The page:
post #26 of 36
Quote:
Originally Posted by Spark View Post
Yes, breech babies are born unassisted. I know there are quite a few stories over at www.freebirth.com

In Emergency Guide to childbirth, they explain breech as just a version of normal.

If you're feeling fear surrounding this, then I'd prepare yourself with the facts, so you can just let it go then.
I tried to follow that link and my work browser blocked it as "sex and erotica". : So I googled freebirth and tried to go to some of the sites that came up... same thing. Why on earth....

Now I'm afraid I'll get THAT email from the internet watchdogs here.
post #27 of 36
Quote:
Originally Posted by rajahkat View Post
I think part of the problem is there don't seem to be that many good knowledgeable midwives(in regards to breech birth). Many are too scared to attend a breech birth and they transfer care in the case of a breech. And some of those who ARE willing to attend a breech in reality just haven't seen that many. I think it's a misconception that there are lots of midwives walking around out there who have tons of experience with attending breech births. So I don't think it's as easy as just finding someone, yk?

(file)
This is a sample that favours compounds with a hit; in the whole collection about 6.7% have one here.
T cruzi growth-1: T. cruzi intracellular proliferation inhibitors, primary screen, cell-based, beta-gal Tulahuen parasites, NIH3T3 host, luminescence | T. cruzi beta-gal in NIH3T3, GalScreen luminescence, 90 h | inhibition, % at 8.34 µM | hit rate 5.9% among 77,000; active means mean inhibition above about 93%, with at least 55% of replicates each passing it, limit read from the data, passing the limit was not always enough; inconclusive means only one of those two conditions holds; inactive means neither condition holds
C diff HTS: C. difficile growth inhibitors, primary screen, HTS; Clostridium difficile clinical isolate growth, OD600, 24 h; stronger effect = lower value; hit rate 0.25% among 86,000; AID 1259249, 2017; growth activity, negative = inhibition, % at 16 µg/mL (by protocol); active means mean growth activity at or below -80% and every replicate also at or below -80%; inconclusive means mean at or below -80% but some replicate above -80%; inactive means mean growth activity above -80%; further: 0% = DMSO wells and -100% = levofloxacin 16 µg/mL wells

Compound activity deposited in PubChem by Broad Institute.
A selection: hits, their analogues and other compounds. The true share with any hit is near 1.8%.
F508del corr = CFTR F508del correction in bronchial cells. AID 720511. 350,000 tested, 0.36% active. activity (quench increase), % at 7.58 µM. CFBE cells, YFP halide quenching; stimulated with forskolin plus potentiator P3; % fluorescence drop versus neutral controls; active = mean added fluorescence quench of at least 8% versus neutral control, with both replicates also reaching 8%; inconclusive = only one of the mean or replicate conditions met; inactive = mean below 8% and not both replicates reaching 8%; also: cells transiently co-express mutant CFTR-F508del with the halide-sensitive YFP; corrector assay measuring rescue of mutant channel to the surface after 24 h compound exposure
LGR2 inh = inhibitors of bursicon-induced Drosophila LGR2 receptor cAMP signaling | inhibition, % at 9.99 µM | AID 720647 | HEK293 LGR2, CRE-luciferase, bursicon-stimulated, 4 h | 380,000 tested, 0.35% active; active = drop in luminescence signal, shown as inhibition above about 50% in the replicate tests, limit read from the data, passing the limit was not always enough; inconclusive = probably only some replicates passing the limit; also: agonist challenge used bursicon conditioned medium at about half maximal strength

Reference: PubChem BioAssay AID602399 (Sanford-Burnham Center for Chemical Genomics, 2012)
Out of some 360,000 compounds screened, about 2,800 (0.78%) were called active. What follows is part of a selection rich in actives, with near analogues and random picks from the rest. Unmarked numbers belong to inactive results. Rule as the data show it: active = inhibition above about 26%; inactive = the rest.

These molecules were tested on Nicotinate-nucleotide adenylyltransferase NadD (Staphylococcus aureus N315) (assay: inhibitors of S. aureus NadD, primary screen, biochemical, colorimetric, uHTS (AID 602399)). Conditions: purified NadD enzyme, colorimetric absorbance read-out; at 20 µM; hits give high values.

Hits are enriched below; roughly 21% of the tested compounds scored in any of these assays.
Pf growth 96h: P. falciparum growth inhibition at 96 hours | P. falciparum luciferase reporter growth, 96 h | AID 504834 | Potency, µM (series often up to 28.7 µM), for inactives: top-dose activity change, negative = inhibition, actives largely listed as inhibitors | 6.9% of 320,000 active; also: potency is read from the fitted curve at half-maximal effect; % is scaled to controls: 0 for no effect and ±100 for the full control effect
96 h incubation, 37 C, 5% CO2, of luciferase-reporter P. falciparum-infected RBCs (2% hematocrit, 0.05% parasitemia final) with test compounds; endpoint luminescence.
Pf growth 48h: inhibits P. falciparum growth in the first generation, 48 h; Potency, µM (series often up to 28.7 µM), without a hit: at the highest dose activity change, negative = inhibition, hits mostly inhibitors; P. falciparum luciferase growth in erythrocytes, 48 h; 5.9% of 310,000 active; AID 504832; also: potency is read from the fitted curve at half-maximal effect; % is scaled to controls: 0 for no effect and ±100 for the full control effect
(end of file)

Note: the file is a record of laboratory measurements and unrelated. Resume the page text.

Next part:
~Kat
It all depends on where you are. There's the Farm (that's where I went). Even for people who are far away from Tennessee, if they want to they can come down before labor starts and stay in the nice little houses. There was a lady from Florida waiting for her breech baby while I was there. And when I was looking around there was a midwife in north Georgia who had attended 11 or so breech births (not as experienced as Ina May with her 82 or so breech births counting me, but still not too bad). So, I know from experience how difficult it can be to find someone, but with help and Finding Your Tribe, odds are pretty good.